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PHGY 210 Study Guide - Final Guide: Perfusion, Palpation, Qrs Complex


Department
Physiology
Course Code
PHGY 210
Professor
Ann Wechsler
Study Guide
Final

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Phgy 210 Cardiovascular Physiology
Functions of the Cardiovascular System
Bringing nutrients into the body (e.g. from intestine to liver)
Bringing fuel to cells (e.g. glucose from liver to brain)
Bringing O2 to cells from lungs
Removal of waste products (e.g. CO2 to lungs: ammonia to liver urea kidneys)
Circulation of hormones (e.g. adrenaline from adrenal glands to skeletal muscles)
Circulation of immune cells and antibodies
Regulation of electrolytes Na+, K+, Cl-
Regulation of pH (lungs, kidney)
H2O balance (e.g. exercise: over-hydration)
Thermoregulation (e.g. exercise, hypothermia)
Diffusion: The spontaneous movement of particles caused by random thermal motion
Small organisms don’t need a cardiovascular system
Concentration gradients drive O2 and CO2 transport
Oxygen goes into the alveolus by diffusion: convective or bulk flow
Pressure in the lungs sucks in a bunch of air
Diffusion Fick’s Law
Flux = flow per unit area = D x concentration gradient where D = diffusion coefficient
Flux = D x (𝐶𝑜𝑢𝑡−𝐶𝑖𝑛
𝑑)
Flow = flux x area = D x (𝐶𝑜𝑢𝑡−𝐶𝑖𝑛
𝑑) x A
Pump: Heart
Pipes: Vessels
Fluid: Blood
Kardia: heart
Vas: Vessel
Insect Circulation
Open circulation
Circulation through ostium
Piscine Circulation
Ventricle pumps blood out to the gills
Oxygen is added to the blood and CO2 is taken out
Oxygen is then used up and sent back to the atrium through the vein
Closed, single-loop circulation with 2 chambers

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Amphibian & Reptilian Circulation
Systemic and pulmocutaneous circuit (lung and skin)
One ventricle, two atriums (3 chambers)
Closed, double-loop circulation
Amphibians can breathe through their skin to some extent
Both atria contract at the same time to deliver oxygenated and de-oxygenated blood into the ventricle at the same
time
Avian and Mammalian Circulations
Interventricular septum that separates the ventricles
o Makes sure that the oxygenated and de-oxygenated blood stay separated
Blood is always within the vessels or the heart itself
Right ventricle pumps blood to the lungs
Left atrium receives oxygenated blood, pumps it into the left ventricle which pumps it into the rest of body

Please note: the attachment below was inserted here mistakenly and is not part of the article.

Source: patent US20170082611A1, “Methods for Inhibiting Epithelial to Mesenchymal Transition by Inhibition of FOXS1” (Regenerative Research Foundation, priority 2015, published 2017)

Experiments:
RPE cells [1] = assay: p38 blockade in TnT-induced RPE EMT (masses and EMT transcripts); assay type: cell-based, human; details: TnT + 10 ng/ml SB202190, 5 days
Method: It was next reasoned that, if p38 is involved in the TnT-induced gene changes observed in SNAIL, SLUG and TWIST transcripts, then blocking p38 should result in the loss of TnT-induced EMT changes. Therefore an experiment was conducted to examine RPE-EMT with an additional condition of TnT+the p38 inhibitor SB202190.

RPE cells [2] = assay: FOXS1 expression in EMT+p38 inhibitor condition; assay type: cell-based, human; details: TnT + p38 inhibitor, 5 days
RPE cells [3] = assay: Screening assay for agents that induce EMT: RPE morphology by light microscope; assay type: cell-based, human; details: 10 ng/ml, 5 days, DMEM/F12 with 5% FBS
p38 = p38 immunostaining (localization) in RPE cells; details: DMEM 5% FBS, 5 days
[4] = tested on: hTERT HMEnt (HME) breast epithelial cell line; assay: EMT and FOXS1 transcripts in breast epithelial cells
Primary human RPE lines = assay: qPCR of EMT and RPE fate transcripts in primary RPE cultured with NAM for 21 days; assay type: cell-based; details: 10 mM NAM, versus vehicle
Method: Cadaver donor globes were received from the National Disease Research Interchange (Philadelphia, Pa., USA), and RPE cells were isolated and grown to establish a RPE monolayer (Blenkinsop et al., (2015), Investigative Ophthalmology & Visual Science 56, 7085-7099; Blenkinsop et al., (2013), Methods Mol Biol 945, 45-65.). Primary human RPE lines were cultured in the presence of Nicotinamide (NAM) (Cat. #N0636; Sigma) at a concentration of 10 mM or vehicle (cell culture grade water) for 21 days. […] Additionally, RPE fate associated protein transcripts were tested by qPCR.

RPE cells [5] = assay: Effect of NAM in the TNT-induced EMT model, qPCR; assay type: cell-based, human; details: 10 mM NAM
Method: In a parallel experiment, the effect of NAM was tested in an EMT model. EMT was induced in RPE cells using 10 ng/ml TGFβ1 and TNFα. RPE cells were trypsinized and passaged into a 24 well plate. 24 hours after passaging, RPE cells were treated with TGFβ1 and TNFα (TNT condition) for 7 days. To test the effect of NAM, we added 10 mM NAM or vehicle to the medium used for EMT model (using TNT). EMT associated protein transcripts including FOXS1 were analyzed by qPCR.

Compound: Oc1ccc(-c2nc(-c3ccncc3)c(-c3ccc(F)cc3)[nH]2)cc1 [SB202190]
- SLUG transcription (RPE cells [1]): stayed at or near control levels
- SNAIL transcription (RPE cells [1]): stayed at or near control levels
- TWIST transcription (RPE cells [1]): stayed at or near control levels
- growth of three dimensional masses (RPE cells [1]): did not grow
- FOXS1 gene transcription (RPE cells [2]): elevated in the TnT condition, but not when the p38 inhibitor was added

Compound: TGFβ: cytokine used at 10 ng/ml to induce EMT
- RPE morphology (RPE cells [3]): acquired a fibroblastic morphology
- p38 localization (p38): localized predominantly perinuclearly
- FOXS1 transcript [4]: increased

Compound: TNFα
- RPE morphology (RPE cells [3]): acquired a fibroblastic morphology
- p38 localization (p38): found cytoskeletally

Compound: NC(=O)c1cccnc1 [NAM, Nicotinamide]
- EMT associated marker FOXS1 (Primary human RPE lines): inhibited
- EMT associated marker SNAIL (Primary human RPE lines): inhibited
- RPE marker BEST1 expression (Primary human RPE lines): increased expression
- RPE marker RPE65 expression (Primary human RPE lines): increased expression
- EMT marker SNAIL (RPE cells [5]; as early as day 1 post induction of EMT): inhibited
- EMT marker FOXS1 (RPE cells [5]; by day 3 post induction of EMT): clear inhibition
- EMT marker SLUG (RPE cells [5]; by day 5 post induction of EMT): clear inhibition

Haemodynamics
“the branch of physiology dealing with the forces involved in the circulation of the blood”
“the circulation and movement of blood in the body, and the forces involved therein”
Volume
o 60% of the blood is in the veins or the venules
o 10% of the blood is in the arteries
o Venous system: capacitance
o Arterial system: resistance
o Blood volume = 5 L, 1 unit of blood = 450 mL
Flow
o Rate of change in fluid
Flow = area x velocity
Units: cm3/sec
Flow = volume/time
Units: mL/min
o Left and right ventricle pumps at 5000 mL/min
o Arterial and venous pressure is the same
o Right heart is in series with the lungs
o The biggest flow is from the skeletal muscle
o Velocity in the capillaries must be slow so there is time for gas exchange to occur
o Capillaries need a high total cross sectional area to provide enough surface for gas exchange to occur
Pressure
o Pressure = Force/Area
o Units: pascal (Pa) = Newton/m2
o Work done on system to pressurize it, so “pressure energy” stored in system
o Longitudinal pressure gradient will generate a flow
o Hydrostatic pressure
The pressure exerted by a fluid at equilibrium at a given point within the fluid, due to the force of gravity
V = area x height = Ah

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M = density x volume = ρV = ρAh
F = mass x gravity = mg = ρAhg
P = force per unit area = F/A = ρgh
1 cm H2O = 0.98 kPa
o Atmospheric pressure
o Stephen Hales
Took a hollow glass tube and stuck it into carotid artery of a horse to test the pressure
Hydrostatic pressure acting downwards in the tube as the blood acts upwards
Found that the blood rose 280 cm = 200 mmHg
o Mercury sphygmomanometer
Column of mercury
1 mmHg = 14 mm H2O = 1.4 cm H2O = 0.13 kPa
o Perfusion pressure
Perfusion pressure = inlet pressure outlet pressure = arterial pressure venous pressure
P = Pin Pout = Pa Pv
Normally, Pa >> Pv (100 mmHg vs. 5 mmHg)
No perfusion pressure no flow
Pin = Pout ∆P = 0
Resistance
o Resistance = perfusion pressure / flow
o Laminar or parabolic flow
Frictional losses in a viscous flow: generation of heat loss of pressure
o Poiseuille’s law
Flow = ∆P/R
o Control of vessel resistance
R is proportional to 1/r4 where r = radius
o Resistances in series
R = R1 + R2
o Resistances in parallel
1/R = 1/R1 + 1/R2
The Heart
The Four Chambers of the Heart
Left and right atrium + left and right ventricle
2 hearts = left and right
The Great Vessels
Left ventricle is part of the systemic system
Right ventricle blood leaves through the pulmonary trunk which divides into two arteries for both lungs
Deoxygenated blood goes into the right atrium through the superior and inferior vena cava
Blood from the lungs comes into the left atrium through the pulmonary veins
Vertical Cross-Section through the Heart
Posterior wall of the right atrium can be seen
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